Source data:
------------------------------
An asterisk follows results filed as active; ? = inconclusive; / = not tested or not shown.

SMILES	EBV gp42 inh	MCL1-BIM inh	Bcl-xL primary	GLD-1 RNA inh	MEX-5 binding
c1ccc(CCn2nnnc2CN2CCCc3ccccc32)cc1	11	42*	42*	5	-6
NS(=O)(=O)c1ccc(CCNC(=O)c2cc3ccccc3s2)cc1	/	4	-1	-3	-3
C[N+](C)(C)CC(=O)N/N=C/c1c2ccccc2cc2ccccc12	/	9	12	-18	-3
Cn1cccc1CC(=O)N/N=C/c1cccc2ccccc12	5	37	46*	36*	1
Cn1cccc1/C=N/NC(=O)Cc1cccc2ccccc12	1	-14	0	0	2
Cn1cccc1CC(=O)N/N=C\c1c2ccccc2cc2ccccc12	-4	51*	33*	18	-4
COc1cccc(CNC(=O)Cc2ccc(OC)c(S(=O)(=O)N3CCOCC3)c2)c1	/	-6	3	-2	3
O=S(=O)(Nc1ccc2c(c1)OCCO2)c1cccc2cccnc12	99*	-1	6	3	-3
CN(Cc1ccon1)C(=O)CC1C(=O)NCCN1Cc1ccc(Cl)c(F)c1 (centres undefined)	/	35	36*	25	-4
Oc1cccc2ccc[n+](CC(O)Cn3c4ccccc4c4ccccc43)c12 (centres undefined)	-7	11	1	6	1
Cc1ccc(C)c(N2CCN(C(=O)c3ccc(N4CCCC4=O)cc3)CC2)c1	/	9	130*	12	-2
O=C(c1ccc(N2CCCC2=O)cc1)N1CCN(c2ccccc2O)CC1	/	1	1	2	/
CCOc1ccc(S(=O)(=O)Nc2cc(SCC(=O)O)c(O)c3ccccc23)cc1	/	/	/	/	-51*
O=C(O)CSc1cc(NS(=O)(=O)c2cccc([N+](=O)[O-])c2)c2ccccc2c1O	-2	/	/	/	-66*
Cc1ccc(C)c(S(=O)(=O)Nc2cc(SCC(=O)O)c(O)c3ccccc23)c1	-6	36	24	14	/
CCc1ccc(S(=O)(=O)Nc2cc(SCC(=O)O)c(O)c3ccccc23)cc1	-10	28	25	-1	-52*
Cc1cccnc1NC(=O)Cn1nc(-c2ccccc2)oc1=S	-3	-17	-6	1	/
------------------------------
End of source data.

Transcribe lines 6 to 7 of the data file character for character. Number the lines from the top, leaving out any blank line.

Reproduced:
Cn1cccc1CC(=O)N/N=C/c1cccc2ccccc12	5	37	46*	36*	1
Cn1cccc1/C=N/NC(=O)Cc1cccc2ccccc12	1	-14	0	0	2